SEATTLE — Food banks in the Seattle area are seeing an increased need for assistance in recent months. A new food rescue partnership is now underway aimed at preventing food waste and helping get food to the people who need it.
Back in 2021, White Center Food Bank saw around 100 to 120 families per day. Now they are serving up to 200 families per day, which can be a challenge on their resources.
“With the increased need from the community for food, we need more food, and we need more volunteers, and we need more money,” said Heather Crandall, the volunteer manager for White Center Food Bank.
Crandall said high food costs and pandemic era food benefits coming to an end contribute to the surge
“A lot of families are struggling to make ends meet,” said Crandall.
Each day, volunteers from White Center Food Bank visit Safeway to pick up an assortment of foods, including meats, fresh produce, and ready-to-eat meals.
Safeway launched a new and improved food rescue program this past fall with the help of Seattle Public Utilities to gather and donate unsold and edible food most effectively. Each day, employees from each department gather foods that are one day past their “sell by” date and put them in refrigerators and freezers for volunteers from food pantries to pick up. New posters to help guide employees on what can be donated and designated boxes to put unsold food are two improvements to the program.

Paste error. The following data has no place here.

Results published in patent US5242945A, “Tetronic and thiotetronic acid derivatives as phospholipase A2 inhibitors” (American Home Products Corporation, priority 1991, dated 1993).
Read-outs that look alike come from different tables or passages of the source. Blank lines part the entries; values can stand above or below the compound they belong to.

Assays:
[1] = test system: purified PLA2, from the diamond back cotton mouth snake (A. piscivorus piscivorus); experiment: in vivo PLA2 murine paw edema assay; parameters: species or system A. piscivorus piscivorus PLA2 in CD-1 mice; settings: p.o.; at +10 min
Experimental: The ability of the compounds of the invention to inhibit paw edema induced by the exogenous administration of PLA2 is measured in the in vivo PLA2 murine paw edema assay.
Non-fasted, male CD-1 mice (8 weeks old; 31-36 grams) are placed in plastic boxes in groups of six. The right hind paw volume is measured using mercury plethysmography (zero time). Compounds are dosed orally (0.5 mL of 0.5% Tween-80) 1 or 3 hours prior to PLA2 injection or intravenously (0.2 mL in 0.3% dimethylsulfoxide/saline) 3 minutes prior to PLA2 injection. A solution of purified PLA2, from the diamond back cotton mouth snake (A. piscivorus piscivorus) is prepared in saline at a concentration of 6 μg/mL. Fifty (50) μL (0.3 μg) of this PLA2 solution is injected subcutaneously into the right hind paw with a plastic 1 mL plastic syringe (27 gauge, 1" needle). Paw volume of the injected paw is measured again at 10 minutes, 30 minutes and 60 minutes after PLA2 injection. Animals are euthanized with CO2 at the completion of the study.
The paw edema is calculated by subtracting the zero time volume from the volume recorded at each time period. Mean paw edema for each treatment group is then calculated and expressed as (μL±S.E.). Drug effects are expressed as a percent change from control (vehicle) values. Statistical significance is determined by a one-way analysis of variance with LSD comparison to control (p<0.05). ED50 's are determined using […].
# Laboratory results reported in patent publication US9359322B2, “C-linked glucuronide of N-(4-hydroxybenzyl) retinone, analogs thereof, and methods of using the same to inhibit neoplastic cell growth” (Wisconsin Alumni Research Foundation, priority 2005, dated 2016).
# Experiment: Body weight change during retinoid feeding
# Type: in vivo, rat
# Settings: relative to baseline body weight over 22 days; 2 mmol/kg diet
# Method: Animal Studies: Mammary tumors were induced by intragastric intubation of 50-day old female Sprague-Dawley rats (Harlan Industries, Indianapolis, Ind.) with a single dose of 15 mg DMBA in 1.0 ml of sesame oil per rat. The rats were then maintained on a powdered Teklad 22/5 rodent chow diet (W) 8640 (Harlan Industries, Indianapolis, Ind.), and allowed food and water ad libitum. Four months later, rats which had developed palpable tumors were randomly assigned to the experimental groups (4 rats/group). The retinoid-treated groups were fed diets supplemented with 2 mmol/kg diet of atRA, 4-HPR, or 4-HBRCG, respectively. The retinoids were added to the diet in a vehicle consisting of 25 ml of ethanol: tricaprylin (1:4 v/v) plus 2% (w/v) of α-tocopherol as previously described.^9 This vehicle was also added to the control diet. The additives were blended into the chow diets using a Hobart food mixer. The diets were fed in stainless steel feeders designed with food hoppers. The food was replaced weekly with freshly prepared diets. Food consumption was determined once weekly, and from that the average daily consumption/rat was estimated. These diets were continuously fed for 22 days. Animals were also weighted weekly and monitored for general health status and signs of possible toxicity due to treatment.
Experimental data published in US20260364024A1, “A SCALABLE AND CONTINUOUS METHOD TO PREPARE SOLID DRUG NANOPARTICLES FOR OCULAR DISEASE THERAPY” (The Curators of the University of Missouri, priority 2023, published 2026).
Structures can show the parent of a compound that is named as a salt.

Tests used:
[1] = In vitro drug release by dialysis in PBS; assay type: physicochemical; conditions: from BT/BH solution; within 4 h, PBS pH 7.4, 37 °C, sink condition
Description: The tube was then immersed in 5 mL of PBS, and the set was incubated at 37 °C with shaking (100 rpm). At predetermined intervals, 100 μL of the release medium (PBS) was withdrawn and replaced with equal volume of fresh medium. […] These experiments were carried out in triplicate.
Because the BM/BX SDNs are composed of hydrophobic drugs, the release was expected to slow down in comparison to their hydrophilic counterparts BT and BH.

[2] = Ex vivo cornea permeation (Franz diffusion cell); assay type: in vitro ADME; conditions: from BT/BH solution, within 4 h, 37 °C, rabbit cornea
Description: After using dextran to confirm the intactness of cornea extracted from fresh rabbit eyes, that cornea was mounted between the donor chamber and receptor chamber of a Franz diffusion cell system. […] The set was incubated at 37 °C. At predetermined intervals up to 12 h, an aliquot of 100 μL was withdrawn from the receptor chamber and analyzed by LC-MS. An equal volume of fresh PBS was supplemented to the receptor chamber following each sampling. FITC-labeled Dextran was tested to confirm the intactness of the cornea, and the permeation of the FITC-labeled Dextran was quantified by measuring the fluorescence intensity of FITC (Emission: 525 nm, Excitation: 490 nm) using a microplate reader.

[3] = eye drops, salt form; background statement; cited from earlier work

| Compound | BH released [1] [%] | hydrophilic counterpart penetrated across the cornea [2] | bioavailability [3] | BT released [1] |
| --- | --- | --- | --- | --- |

“It's just like the food you would have in your refrigerator, where if you buy it the day previous at the grocery store, it's going to be perfectly fine to eat,” Said Sara Osborne, the director of Public and Government Affairs for Safeway’s Northwest Region.
She said that collectively the Safeway stores in Seattle have more than 4 tons of unsold, edible food to donate each week, but not all food banks have enough volunteers to pick up the food, like White Center Food Bank does. They hope food banks get more volunteers to pick up the food, not only to help families get fed, but to prevent waste.
“Food is the number one material found in Seattle’s garbage,” said Liz Fikejs, the senior waste prevention program manager for Seattle Public Utilities.
Fikejs said joint efforts like this with Safeway help people and the environment.
“Preventing food waste in the first place, is one of the number one solutions to avoiding greenhouse gas emissions,” said Fikejs.